In a thoughtful essay that Gareth Southgate (or his ghostwriter) wrote before the beginning of the tournament, he attempted to set out his credo about how a modern football team and, by extension, its fans should behave. Southgate wrote of what patriotism meant, and stated explicitly that “Our players are role models. And, beyond the confines of the pitch, we must recognise the impact they can have on society. We must give them the confidence to stand up for their teammates and the things that matter to them as people.” Then he announced his credo. “I have never believed that we should just stick to football.” He talked of tolerance and respect, of progressive attitudes towards inequality and inclusivity, and concluded that “When England play, there’s much more at stake than that. It’s about how we conduct ourselves on and off the pitch, how we bring people together, how we inspire and unite, how we create memories that last beyond the 90 minutes. That last beyond the summer. That last forever.”
There was little that Southgate said that anyone other than the most committed of anti-progressives could object to, and yet the subtext was an intriguing and unprecedented one. Footballers as Beckham and Wayne Rooney barely felt any need to make a political statement in their lives — Beckham publicly supported Remain, and Rooney has done valuable missionary work for the sex worker community — but now it is all but de rigueur for players to be as committed to issues of social justice off the pitch as it is for them to have peerless ball skills. And this is unlikely to change, given the current popularity of both the squad and their inspirational, gentlemanly manager.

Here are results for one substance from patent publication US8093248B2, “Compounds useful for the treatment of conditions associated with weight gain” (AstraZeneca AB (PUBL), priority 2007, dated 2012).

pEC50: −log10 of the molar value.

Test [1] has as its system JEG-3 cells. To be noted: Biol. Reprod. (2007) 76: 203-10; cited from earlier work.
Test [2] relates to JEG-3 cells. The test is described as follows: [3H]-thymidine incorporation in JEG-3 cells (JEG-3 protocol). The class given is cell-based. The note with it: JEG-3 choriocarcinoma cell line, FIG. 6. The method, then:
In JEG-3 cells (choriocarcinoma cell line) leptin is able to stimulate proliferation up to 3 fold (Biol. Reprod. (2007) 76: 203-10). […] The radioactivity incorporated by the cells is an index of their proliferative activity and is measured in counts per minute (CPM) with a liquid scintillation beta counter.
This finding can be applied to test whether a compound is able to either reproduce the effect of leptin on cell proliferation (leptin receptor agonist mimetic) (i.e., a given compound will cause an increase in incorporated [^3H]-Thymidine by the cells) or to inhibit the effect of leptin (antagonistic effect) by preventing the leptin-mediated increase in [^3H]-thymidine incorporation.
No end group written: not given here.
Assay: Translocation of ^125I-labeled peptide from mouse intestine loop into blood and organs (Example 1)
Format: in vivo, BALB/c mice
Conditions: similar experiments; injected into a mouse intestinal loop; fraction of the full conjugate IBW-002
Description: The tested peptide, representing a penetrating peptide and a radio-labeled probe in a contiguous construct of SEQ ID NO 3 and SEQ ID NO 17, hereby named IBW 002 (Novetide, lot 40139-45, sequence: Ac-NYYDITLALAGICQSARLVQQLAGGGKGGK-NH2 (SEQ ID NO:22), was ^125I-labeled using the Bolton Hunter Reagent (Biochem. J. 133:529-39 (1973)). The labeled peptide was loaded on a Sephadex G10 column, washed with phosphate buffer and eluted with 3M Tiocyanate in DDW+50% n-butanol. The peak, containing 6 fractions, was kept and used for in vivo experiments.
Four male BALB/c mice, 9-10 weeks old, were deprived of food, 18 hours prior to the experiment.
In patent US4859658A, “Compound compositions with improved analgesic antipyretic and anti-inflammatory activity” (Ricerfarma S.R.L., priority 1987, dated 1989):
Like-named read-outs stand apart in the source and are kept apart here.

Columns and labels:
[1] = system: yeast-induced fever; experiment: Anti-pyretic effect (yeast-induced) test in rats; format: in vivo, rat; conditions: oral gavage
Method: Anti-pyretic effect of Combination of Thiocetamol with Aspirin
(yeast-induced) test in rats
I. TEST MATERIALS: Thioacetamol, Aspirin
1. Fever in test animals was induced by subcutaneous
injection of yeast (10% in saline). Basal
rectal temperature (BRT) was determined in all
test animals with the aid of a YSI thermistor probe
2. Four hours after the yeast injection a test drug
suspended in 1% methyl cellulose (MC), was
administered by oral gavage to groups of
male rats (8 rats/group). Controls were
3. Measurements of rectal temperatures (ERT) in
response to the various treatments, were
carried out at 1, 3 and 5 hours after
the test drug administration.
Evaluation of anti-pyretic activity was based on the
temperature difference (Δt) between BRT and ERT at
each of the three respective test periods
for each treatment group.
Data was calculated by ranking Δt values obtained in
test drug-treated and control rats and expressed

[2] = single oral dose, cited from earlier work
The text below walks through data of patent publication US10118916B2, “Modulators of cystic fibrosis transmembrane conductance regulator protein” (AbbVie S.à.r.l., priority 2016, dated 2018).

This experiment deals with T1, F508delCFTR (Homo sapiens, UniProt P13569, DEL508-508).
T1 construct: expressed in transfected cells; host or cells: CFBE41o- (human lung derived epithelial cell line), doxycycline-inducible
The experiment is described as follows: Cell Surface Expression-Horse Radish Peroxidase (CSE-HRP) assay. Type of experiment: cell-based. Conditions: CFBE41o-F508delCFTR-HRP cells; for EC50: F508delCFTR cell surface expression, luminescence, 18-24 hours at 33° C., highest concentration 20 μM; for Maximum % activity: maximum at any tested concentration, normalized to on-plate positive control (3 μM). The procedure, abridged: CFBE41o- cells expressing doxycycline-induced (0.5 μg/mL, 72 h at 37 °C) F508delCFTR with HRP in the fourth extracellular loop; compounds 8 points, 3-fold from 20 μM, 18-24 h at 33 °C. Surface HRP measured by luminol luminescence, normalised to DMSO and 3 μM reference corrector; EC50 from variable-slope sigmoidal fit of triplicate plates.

Rewarding Rashford for services to vulnerable children may have seemed like a clever way of defusing a ticking time bomb
Yet politics and football have never been an especially easy or happy pairing, and the intriguing possibility exists now, given Southgate’s unprecedented personal popularity, that if he used his public platform to make controversial statements that he would not only receive a hearing, but could even end up inspiring people. Or radicalising them. It seems inconceivable that he would, in the event of an England victory, celebrate by calling for the monarchy to be abolished or the return of capital punishment, but, as Rashford’s successful advocacy of a social movement last year proved, personal popularity counts vastly more with many people than any elected office. It would be one of life’s more amusing ironies that the noted non-football fan Boris Johnson, running a populist government, might eventually be caught in the political equivalent of the offside trap by the England manager and his team.
Rewarding Rashford for services to vulnerable children — whereas his teammate Harry Kane’s MBE was explicitly awarded for his footballing prowess and winning the Golden Boot in the last World Cup — may well have seemed like a clever way of defusing a ticking time bomb of controversy. And yet now, with the team and its manager occupying a unique place in popular affection, the government may yet rue the day that they decided to open themselves up to this particular penalty kick.
Enjoying The Critic online? It's even better in print
Try five issues of Britain’s newest magazine for £10Subscribe